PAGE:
West’s Montecalvo said while cost/price will always be factored in with supplier selection, other variables, such as the scalability of suppliers and their capital investment in capacity and technologies, such as enterprise resource planning (ERP) systems and quality and operational systems are important as well. With respect to risk, he stressed the importance of really understanding second- and third-tier suppliers and their risk-mitigation plans to ensure robust supply chains.
Risk mitigation: local versus global supply chains
An overarching issue for the industry is how to best balance localized and global supply chains as a way to mitigate risk. “Risk-proofing the supply chain has taken a front seat for everybody,” said Khandare. “In terms of strategies…simplifying supply chains by taking out complexities as much as possible internally and externally with suppliers in a systematic way has accelerated because of the pandemic,” he said. “There has been increased focus on where is my source—at least the critical source—and do I need to bring that closer to the usage point and mitigate risk further by near-shoring and onshoring or finding new sources,” he said.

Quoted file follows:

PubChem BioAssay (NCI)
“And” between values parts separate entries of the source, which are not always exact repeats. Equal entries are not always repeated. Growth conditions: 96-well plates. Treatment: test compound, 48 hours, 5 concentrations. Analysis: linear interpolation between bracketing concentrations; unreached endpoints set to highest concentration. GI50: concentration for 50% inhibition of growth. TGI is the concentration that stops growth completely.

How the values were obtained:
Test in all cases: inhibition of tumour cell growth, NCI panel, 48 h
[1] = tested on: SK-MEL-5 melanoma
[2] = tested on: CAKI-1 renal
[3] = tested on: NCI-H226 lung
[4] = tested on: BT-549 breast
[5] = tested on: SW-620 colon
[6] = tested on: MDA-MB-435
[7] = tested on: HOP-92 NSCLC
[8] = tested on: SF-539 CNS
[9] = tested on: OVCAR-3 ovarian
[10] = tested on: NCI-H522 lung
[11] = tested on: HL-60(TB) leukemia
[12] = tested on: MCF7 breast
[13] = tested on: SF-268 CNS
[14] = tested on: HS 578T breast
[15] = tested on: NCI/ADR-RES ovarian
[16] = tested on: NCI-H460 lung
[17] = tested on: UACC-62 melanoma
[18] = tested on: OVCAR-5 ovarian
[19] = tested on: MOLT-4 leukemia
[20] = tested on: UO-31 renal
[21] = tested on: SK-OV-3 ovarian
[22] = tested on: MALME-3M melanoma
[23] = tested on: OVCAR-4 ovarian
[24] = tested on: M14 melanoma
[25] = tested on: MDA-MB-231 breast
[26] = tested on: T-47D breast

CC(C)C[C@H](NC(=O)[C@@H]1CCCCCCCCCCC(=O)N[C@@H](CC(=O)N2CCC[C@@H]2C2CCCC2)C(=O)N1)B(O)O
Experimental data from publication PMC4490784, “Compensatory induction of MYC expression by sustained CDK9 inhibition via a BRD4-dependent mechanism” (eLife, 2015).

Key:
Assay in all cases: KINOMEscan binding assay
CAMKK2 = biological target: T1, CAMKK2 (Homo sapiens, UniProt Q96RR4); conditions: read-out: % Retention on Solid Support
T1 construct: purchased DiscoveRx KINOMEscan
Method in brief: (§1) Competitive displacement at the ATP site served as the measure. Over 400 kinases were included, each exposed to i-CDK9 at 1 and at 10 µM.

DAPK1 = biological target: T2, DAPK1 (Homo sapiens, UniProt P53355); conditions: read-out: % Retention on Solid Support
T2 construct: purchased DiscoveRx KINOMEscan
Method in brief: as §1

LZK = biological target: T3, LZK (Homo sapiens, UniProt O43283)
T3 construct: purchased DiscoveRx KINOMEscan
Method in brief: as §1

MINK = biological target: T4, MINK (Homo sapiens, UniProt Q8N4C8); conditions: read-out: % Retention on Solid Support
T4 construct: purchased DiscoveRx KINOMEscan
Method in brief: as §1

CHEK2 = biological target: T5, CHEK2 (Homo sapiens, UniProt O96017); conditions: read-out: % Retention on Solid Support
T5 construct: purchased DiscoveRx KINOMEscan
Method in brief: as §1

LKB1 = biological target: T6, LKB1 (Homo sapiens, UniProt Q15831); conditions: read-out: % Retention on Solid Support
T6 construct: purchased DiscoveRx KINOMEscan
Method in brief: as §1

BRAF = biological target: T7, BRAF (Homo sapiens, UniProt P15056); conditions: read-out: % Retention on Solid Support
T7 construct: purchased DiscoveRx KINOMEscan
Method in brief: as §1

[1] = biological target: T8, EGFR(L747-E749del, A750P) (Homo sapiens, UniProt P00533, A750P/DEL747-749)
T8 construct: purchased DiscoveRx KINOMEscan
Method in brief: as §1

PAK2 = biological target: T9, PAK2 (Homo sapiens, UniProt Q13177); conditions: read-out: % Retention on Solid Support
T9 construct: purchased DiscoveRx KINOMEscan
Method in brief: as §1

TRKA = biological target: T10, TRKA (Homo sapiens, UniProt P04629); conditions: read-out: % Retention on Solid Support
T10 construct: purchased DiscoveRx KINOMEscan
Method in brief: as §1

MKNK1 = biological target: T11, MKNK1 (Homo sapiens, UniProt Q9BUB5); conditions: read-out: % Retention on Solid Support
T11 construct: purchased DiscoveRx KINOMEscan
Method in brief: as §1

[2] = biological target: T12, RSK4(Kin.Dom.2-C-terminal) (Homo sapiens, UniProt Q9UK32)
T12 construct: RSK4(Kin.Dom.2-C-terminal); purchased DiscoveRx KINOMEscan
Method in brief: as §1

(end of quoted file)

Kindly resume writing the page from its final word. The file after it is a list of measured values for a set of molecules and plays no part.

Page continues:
“Companies are now more focused not on cost competitiveness but more so on risk competitiveness,” he emphasized. Over time, he added, companies are evaluating how other practices, such as advanced manufacturing technologies, including 3-D printing, can be applied to achieve a local focus. To optimize sourcing, companies will also look to develop new partnerships and explore new sourcing regions, such as in Southeast Asia, some parts of Africa, and Eastern Europe.